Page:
Additionally, the Bolware case is important because it recognizes the five year HTO revocation is a serious consequence of which the defendant “should” be told as part of the plea colloquy. In fact, in a footnote, the Florida Supreme Court directed the Criminal Procedure Rules Committee of The Florida Bar to draft language to add to the plea colloquy. “That colloquy should specify that if the defendant pleads guilty or nolo contendere and the offense to which the defendant is pleading is one for which automatic, mandatory driver’s license suspension or revocation is required, regardless of whether the suspension or revocation is by the court or by a separate agency, the trial court should inform the defendant that the plea may result in automatic, mandatory suspension or revocation as part of its plea colloquy.”
The most problematic part of the Bolware case is that it does not address the problem when an individual receives a civil infraction for DWLS without knowledge and pays the ticket. In those cases, the individual never goes to court. If the could “should” advise the individual of the consequence of the plea causing a HTO revocation, then how is it possible that an individual can pay a ticket for unknowingly DWLS and get a conviction without ever entering a courtroom or seeing a judge?
Department of Highway Safety and Motor Vehicles v. Rosenthal, 908 So.2d 602 (Fla. 2d DCA 2005) –
The defendant entered a plea of “nolo contendere” to the criminal offense of driving while license suspended or revoked (DWLSR) and the trial court withheld adjudication. The appellate court held that this disposition constituted a “conviction” under the statute that defined “habitual traffic offender” because the focus of the term “conviction” was whether the offense was actually committed, rather than the judge’s decision to withhold or impose adjudication.
State of Florida v. James, 928 So.2d 1269 (Fla. 2d DCA 2006) –
Defendant was charged with felony driving on a revoked license as a habitual traffic offender in Polk County, Florida. The elements of that offense require the State of Florida to prove that (1) DMV maintains a record on the driver, (2) DMV’s records show the requisite three separate convictions within a five-year period, and (3) DMV notified the driver. The prosecutor for the State of Florida may admit a certified copy of DMV’s driving record at trial to establish proof of these elements to have a prima facie case.
The Defendant file a motion to dismiss the charge arguing that there was no factual basis for one of the underlying offenses, a conviction for driving while license suspended in Hillsborough County, Florida. The Defendant alleged in his motion to dismiss that his driver’s license should not have been suspended when law enforcement stopped him in Hillsborough County. In fact, his license was suspended only because the court clerk’s office in Sarasota County failed to submit a clearance to the DMV indicating that the defendant had paid a fine for an open container violation in Sarasota County. According to the Defendant, because he thought he had a valid license and should have had a valid license absent the clerical error, there was no basis for the Hillsborough County charge of driving on a suspended license. The Defendant has also filed a post-conviction motion in Hillsborough County to set aside that underlying conviction in Hillsborough County.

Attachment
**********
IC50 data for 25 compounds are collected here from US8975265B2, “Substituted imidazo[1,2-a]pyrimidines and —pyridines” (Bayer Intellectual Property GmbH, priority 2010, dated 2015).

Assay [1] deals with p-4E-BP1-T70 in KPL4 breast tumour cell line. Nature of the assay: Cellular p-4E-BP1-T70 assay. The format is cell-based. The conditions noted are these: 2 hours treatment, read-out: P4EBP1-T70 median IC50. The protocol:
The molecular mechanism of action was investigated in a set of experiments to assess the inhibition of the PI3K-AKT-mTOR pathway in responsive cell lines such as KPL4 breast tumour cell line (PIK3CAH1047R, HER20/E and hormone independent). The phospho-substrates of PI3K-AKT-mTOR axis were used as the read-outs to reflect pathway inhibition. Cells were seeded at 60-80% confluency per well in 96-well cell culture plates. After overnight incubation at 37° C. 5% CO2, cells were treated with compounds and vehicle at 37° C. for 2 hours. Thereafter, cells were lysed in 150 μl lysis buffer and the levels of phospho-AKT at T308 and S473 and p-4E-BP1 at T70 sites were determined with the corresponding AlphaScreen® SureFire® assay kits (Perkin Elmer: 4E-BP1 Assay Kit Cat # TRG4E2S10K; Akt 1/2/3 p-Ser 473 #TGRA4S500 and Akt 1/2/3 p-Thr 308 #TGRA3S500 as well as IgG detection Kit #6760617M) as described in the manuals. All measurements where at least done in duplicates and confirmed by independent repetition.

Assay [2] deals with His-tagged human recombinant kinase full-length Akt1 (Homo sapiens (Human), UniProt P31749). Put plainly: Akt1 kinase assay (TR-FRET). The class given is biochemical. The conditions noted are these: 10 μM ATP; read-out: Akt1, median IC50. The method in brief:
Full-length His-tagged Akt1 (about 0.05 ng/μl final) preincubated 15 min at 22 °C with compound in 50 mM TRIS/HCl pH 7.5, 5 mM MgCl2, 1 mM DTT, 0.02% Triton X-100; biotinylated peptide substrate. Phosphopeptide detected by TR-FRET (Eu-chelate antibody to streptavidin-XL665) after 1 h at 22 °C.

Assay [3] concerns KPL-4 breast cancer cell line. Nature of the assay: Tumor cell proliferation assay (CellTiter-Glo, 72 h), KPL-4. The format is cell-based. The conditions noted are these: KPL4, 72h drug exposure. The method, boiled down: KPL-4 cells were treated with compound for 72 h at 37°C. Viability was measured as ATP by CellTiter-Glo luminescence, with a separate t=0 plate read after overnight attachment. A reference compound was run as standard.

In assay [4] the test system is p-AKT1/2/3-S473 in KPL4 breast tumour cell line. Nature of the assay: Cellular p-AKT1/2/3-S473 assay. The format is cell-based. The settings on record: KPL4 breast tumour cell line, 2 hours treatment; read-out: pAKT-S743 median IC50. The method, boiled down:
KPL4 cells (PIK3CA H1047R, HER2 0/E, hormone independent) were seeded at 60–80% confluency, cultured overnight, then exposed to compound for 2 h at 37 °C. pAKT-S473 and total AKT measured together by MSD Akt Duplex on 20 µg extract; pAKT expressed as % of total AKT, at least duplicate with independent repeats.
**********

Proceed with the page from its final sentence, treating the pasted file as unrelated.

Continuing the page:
The appellate court ruled that the issue for the motion to dismiss was whether the DMV record as it existed at the time the offense was committed showed the underlying offenses. Any post-conviction motion to set aside one of those underlying convictions after the arrest would not impact the case on the day of the offense. At the time of the arrest in Polk County, FL, for the felony offense of driving while license suspended or revoked as a habitual traffic offender, the DMV records accurately reflected the habitual traffic offender designation. The allegations in the Motion to Dismiss did not defeat the prima facie case. Thus, the trial court erred in granted the motion to dismiss.
Perryman v. State of Florida, 744 So.2d 1031 (Fla. 4th DCA 1997) –
Defendant entered a plea of no contest to the charge of felony driving while license suspended or revoked after he reserved the right to appeal the denial of his motion to dismiss the charge. The District Court of Appeals held that because the defendant had been declared a Florida habitual traffic offender he could not be charged with a felony under Florida Statute Section 322.34(1) for his next offense. The appellate court ordered the trial court to grant set aside the conviction and grant the Defendant’s motion to dismiss the felony charge of driving while license suspended or revoked.
Department of Highway Safety and Motor Vehicles v. Hagar, 581 So.2d 214 (Fla. 5th DCA 1991) –
Defendant’s Florida driver’s license had been revoked based on having fifteen (15) moving violations for which points were accessed within five (5) year period petitioned for writ of certiorari challenging Florida’s revocation order in Citris County, Florida. The Citris County Circuit Court granted the petition and quashed the license revocation and directed the reinstatement of man’s privilege to drive. The State appealed to the Fifth District Court of Appeals that held that Florida was not estopped from revoking the man’s driver’s license under laches defense.
Zarsky v. State, 300 So.2d 261 (Fla. 1974) –
The Florida Supreme Court upheld the constitutionality of the habitual traffic offender statute. The court opined that it has long held the view that if the holder of a driver’s license “cannot demean himself as a careful user, considerate of the rights of others to do likewise, he becomes a public nuisance and should be excluded temporarily or permanently from their use.”
At the Sammis Law Firm, we see the consequences of these “gotcha” decisions. If you want to discuss your case with a criminal defense attorney experienced in driving while license suspended or revoked cases, or habitual traffic offender revocations, call us at (813) 250-0500.
This article was last updated on Friday, May 26, 2023.